Judith Draleru (centre), is a midwife and serving UN Volunteer with the United Nations Population Fund (UNFPA). She trains local personnel in life saving skills to reduce maternal and child mortality in South Sudan. (UNFPA/TT, 2017)

My goal as a UN Volunteer in South Sudan is to save lives

My name is Judith Draleru Maturu. I am from Uganda. Since March 2014, I serve as an international UN Volunteer midwife with the United Nations Population Fund (UNFPA) in South Sudan. I worked as a nurse volunteer and clinic coordinator with a community based organization before starting my current assignment in the Juba Teaching Hospital and Juba College of Nursing and Midwifery (JCONAM). I give my time and energy to help reduce the high numbers of childbirth deaths (2,054/100,000 live births) in this country.

UN Volunteer midwives together with local volunteers help reduce preventable deaths and improve maternal and child health in South Sudan. We further our goals through mentoring, training, classroom teaching, and leading by example. We provide gender sensitive reproductive health services that range from care before family planning and pregnancy, antenatal care, labour, delivery, and postnatal care.

In South Sudan, high maternal mortality is due to several preventable factors including prolonged obstructed labour, haemorrhage, infection, eclampsia, and complications of unsafe abortions that need skilled attendance. We need more volunteers to bring skills and knowledge and support the people here working toward a common goal. Estimates now show a reduction in maternal deaths, and I believe I am part of this, but we need to train more midwives to continue this work.

My biggest success is in the number of mothers and their children who have escaped death thanks to our teamwork and our skills. I praise the volunteers for their hard work in difficult times even though they do not receive a regular salary—saying that they work for their people and country. I encourage volunteering as the way to go, especially in places of scarce resources.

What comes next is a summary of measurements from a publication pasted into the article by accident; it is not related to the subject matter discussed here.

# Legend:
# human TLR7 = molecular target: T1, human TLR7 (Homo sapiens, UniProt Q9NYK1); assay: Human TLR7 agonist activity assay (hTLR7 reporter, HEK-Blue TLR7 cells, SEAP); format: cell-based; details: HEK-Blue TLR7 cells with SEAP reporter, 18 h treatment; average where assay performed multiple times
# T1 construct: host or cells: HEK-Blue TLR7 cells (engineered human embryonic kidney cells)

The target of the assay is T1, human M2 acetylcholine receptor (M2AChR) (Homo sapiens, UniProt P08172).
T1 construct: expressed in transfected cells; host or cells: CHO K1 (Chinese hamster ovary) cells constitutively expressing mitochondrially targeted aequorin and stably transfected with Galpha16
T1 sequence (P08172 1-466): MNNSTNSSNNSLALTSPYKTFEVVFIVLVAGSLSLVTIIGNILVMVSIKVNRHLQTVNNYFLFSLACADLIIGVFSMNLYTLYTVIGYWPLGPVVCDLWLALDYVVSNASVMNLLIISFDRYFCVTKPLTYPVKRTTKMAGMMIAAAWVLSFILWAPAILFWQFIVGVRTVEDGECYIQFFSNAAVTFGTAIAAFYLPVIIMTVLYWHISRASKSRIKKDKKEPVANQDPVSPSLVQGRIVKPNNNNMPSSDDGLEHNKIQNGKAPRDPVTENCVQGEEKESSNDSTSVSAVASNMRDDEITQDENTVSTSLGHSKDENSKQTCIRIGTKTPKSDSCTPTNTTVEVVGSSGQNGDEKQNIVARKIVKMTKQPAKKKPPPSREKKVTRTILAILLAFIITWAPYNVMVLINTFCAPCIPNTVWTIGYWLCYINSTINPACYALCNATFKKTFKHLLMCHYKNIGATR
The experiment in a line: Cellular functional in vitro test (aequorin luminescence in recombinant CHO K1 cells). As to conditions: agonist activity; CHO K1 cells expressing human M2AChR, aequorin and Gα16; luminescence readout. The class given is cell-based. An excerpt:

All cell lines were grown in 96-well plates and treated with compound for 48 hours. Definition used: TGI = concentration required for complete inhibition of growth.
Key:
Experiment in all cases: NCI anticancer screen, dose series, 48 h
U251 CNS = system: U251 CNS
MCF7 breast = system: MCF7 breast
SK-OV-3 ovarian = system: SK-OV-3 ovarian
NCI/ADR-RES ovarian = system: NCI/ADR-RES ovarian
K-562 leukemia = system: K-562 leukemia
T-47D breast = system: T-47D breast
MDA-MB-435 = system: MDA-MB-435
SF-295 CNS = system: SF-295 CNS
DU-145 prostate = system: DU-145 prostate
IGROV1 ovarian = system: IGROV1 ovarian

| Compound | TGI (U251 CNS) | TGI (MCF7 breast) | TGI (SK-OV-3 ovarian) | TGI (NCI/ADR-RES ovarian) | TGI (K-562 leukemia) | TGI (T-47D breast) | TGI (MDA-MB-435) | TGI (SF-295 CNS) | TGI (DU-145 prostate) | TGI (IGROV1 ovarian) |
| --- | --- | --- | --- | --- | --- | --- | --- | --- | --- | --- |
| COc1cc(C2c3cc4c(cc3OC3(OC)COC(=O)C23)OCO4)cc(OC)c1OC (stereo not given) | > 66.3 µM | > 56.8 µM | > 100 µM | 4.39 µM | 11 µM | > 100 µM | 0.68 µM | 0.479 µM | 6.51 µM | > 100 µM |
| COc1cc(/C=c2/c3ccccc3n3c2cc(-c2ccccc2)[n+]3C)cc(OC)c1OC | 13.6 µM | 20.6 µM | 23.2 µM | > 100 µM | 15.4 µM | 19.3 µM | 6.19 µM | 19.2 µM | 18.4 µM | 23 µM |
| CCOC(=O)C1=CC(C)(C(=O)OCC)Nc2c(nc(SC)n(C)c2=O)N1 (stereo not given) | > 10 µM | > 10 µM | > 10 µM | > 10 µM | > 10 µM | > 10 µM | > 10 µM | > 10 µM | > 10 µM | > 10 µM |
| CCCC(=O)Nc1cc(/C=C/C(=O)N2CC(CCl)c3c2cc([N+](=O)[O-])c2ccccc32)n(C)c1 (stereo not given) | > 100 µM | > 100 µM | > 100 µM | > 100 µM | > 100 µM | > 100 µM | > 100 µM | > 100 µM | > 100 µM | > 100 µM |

I use my weekends to work with other volunteers to improve the social welfare of orphans and other vulnerable groups. We do home visits, advocate to support the adolescents, empower young girls to stay in school, and create awareness on gender-based violence. We tell them where to get help for material support and financial contrition to buy food for the orphanage. We also give career guidance to the adolescents.

I obtained a Bachelor’s of Science in Public Health (BSc: PH) while working here in South Sudan and secured a scholarship with the United Nations Institute for Training and Research (UNITAR) for an International Masters in Conflictology—a dream that would have been impossible without joining the UN Volunteers.

This has been a wonderful experience. I learned that the desire to help others is the best gift we can offer to those in need. If we understand the people we work with, they will never abandon us.

Being in South Sudan was not destabilizing to me because Uganda shares a border and has a similar community setting. Language barriers were easily broken down as I speak Ma’di and Acholi, languages of Central Equatorians that are common where I work in Juba, though I had to learn Juba Arabic terms to communicate with mothers.  Without the welcome of the people of South Sudan, we would not be here. Respect of diversity and valuing the contribution of every individual regardless of status is the key to success.

This story was prepared with the support of UN Online Volunteer Erika Morris.